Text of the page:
When a dead body is found, it is important to estimate the time of death. This can be done by measuring body temperature or observing insect activity. However, these methods don’t always work for corpses found in water. One way to examine the length of time a body has been underwater, or the post-mortem submerged interval (PMSI), is to examine the decomposition stage of several areas of the body. But factors like water salinity, depth, tides, temperature, presence of bacteria, and scavengers can make PMSI estimation difficult.
Noemi Procopio and colleagues, Northumbria University, Newcastle upon Tyne, UK, have investigated how the level of certain proteins in the bones changes the longer a body remains underwater. The researchers placed fresh mouse carcasses in bottles of tap water, saltwater, pond water, or chlorinated water. After a PMSI of one or three weeks, the team collected the lower leg bones (tibia) from the corpses, extracted the proteins, and analyzed them by mass spectrometry.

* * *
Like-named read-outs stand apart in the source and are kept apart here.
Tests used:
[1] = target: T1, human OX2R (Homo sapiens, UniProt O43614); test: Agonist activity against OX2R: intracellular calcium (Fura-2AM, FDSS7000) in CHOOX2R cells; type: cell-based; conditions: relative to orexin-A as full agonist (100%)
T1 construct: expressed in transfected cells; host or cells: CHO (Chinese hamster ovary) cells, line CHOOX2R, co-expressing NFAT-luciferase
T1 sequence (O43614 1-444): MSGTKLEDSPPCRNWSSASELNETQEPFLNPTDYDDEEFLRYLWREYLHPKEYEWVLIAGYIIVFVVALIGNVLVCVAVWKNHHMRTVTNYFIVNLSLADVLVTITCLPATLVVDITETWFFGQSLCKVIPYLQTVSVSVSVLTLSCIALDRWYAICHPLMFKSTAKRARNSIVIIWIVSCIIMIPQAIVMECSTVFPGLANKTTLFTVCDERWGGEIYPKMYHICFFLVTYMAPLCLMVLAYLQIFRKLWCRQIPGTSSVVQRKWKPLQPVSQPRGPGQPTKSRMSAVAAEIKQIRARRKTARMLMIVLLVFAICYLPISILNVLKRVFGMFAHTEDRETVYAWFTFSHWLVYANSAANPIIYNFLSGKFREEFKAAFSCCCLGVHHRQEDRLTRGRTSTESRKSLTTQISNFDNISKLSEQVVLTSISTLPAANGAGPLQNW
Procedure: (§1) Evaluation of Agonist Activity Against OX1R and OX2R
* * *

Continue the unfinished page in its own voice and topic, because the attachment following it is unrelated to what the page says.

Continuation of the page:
They found that the time since submersion had a greater effect on protein levels than the different types of water. In particular, the muscle protein fructose-bisphosphate aldolase A constantly decreased with increasing PMSIs. Peptidyl-prolyl cis–trans isomerase showed a significant decrease between terrestrial controls and aquatic environments, and the coagulation factor VII was deamidated only in aquatic conditions. In pond water, fetuin-A was significantly more deamidated than in the other types of water. This could help reveal if a body was once submerged in pond water and then moved, the researchers say.
According to the researchers, their study identified novel potential biomarker candidates that would be useful for the estimation of the PMSI and the characterization of the type of water involved in criminal investigations.
- Aquatic Decomposition of Mammalian Corpses: A Forensic Proteomic Approach,
Haruka Mizukami, Bella Hathway, Noemi Procopio,
Journal of Proteome Research 2020, 19, 2122–2135.